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New York City Workers Must Be Vaccinated By Sept. 13 Or Face Weekly Testing, Mayor De Blasio Says

NEW YORK (CBSNewYork) -- City Hall is getting tough on those who remain unvaccinated against COVID-19.

Mayor Bill de Blasio on Monday issued a mandate that municipal workers either get a COVID vaccine or be subject to weekly testing, CBS2's Andrea Grymes reported.

It applies to all of the city's roughly 400,000 employees, including those in the Department of Education, NYPD and the FDNY.

"This is about what we need to do to bring back New York City. This is about keeping people safe," de Blasio said.

Starting Sept. 13, everyone must either be vaccinated or tested once a week for COVID.

"This means everybody. This means obviously everyone who works in our schools, our educators and staff. It means the NYPD, the FDNY. It means all city agencies," the mayor said.

Two groups will actually start this sooner. The new rules begin August 2 for New York City Health + Hospital employees, along with city Health Department clinical setting workers. On August 16th, the requirement will take effect for city workers and contractors in residential and congregate care settings.

Watch Andrea Grymes' Report

Breaking the mandate would mean serious consequences: you can't come to work and you won't get paid, CBS2's Jessica Layton reported.

California is also checking all state employees for proof of vaccination. The Department of Veterans Affairs became the first federal agency to require the shots for its health care workers.

"The unvaccinated is not a protected class under the law," said employment attorney Jon Bell.

Bell said employees should get used to companies and governments being legally protected in mandating the COVID vaccine.

"Generally, I see this as seamless and don't see a lot of litigation surrounding it," he said. "If they pass a policy and they didn't approach the union and try to bargain it first, the union could then file a ULP, an unfair labor practice, and actually arbitrate it."

DC 37, the city's largest public employee union, said, "If City Hall intends to test our members weekly, they must first meet us at the table to bargain."

De Blasio said he has started those conversations with the unions.

The president of the Uniformed Firefighters Association said just over half of its 20,000 members are vaccinated.

"It is UFA's position that when mandated COVID tests are given to the unvaccinated firefighters, that antibody tests be given in conjunction so that everybody understands their level of risk," said Andrew Ansbro. "The UFA is pro-vaccine but we are also pro-choice."

De Blasio did not offer exact numbers, but believes the city workforce vaccination rate is similar to the city's adult vaccination rate. Right now, 71% of adults have at least one dose.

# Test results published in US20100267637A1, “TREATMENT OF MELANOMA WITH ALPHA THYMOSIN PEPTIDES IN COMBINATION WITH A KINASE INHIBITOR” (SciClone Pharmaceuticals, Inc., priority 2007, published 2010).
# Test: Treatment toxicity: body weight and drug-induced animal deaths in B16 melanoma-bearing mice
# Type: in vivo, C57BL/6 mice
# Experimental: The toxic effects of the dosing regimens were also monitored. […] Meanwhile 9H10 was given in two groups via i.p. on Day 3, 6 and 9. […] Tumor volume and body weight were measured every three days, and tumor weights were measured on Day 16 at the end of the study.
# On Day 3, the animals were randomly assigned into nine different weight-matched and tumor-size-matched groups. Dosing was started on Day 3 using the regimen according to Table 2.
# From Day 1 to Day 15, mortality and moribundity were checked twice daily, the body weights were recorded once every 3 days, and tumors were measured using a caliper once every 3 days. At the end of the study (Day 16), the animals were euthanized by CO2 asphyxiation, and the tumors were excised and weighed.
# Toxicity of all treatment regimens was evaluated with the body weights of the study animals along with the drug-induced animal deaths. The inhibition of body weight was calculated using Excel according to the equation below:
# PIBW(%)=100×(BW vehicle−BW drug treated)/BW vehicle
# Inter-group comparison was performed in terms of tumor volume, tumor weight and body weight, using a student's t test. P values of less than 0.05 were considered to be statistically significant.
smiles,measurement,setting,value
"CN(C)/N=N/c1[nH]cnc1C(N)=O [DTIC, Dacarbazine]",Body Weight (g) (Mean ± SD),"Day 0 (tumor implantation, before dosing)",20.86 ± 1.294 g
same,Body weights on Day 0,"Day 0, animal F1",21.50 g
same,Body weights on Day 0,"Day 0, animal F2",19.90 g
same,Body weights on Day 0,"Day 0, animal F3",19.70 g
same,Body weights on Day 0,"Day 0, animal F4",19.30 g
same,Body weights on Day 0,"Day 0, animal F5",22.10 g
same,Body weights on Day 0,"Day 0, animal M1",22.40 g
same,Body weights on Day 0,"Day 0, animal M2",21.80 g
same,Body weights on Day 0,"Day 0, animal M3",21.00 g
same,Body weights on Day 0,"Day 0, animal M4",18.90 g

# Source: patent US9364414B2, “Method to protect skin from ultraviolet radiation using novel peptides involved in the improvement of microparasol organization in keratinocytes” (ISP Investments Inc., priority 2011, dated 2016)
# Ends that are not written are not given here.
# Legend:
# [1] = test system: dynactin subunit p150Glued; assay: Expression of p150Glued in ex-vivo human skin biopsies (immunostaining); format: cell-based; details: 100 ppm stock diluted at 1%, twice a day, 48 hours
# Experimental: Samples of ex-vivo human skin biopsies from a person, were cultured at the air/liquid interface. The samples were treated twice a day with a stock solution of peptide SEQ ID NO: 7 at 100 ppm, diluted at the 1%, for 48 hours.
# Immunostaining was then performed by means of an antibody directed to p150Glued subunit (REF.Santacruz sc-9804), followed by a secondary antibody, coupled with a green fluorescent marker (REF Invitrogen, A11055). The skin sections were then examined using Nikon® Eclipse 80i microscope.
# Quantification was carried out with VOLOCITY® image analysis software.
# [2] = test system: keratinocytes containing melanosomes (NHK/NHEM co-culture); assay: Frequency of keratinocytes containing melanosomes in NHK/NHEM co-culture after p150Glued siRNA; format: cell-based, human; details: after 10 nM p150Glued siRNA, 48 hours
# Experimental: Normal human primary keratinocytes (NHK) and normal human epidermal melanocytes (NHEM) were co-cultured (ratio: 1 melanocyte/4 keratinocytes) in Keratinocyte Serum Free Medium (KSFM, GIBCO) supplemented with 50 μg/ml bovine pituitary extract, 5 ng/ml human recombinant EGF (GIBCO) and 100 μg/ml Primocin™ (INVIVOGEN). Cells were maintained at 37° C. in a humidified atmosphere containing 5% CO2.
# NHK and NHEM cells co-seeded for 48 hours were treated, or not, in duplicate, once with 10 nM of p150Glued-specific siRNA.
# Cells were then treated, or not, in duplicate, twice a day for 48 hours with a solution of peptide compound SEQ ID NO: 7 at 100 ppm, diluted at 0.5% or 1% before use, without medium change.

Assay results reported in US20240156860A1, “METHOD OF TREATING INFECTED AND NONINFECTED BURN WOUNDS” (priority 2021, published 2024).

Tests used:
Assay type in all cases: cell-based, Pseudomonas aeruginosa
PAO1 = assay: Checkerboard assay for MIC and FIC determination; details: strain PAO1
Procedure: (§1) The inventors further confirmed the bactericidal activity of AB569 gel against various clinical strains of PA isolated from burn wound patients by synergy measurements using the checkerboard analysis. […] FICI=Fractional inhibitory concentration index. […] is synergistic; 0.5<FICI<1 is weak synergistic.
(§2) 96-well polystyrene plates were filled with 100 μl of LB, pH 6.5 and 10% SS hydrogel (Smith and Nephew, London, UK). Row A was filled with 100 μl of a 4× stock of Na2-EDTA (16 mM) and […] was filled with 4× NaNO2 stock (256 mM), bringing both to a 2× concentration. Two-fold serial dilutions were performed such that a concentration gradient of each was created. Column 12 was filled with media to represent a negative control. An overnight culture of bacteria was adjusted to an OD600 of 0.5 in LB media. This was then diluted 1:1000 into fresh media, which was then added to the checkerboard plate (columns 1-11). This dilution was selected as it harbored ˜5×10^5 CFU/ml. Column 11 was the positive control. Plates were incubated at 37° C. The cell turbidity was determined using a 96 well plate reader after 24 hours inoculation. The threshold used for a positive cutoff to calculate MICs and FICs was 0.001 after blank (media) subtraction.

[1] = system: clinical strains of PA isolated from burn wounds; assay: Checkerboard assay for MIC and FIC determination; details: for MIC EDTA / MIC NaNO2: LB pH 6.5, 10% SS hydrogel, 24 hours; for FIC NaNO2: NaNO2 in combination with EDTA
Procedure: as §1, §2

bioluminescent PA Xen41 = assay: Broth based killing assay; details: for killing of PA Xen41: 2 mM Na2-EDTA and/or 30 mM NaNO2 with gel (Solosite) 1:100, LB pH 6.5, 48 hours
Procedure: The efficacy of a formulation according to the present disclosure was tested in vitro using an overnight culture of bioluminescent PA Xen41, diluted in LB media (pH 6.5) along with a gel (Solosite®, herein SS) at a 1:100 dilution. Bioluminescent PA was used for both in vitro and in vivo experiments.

The city is launching a new app on Aug. 2 where employees can input their information.

De Blasio has also encouraged private companies to enact similar mandates.

WATCH: Mayor De Blasio Announces New Mandate For City Workers

The United Federation of Teachers weighed in on the new rules, saying in part, "This approach puts the emphasis on vaccination but still allows for personal choice and provides additional safeguards through regular testing."

Infections in the city, driven by the Delta variant, are steadily on the rise, affecting mostly the unvaccinated.

The city's seven day average COVID positivity rate is 2.35%, with 862 cases, and 33 hospitalizations. Those numbers are increasing.

"In the tug of war between variants and vaccines, we should continue to bet on vaccines," said Health Commissioner Dr. David Chokshi.


De Blasio also spoke out against vaccine and COVID misinformation, asking social media giants to take action that critics call dangerous censorship.

"New York City is calling on Facebook, Twitter and Instagram to deplatform, that this information doesn't take away their bully pulpit that is killing people. Stop them now, kick them off your sites right now, completely, immediately," de Blasio said.

Meantime, on Staten Island, Republican City Councilmember Joe Borelli and a group of parents and students called on the mayor to lift the mask mandate in schools.

"We want New York City to join the countless others, hundreds, thousands of school districts across the country that are turning this to a choice for the parents," Borelli said.

"Where's the science in the masks. It's not there. Our kids are suffering. They're anxious, they're confused," said parent Christine Galone.

CBS2's Jessica Layton contributed to this report. Editor's note: This story first appeared on Monday, July 26.

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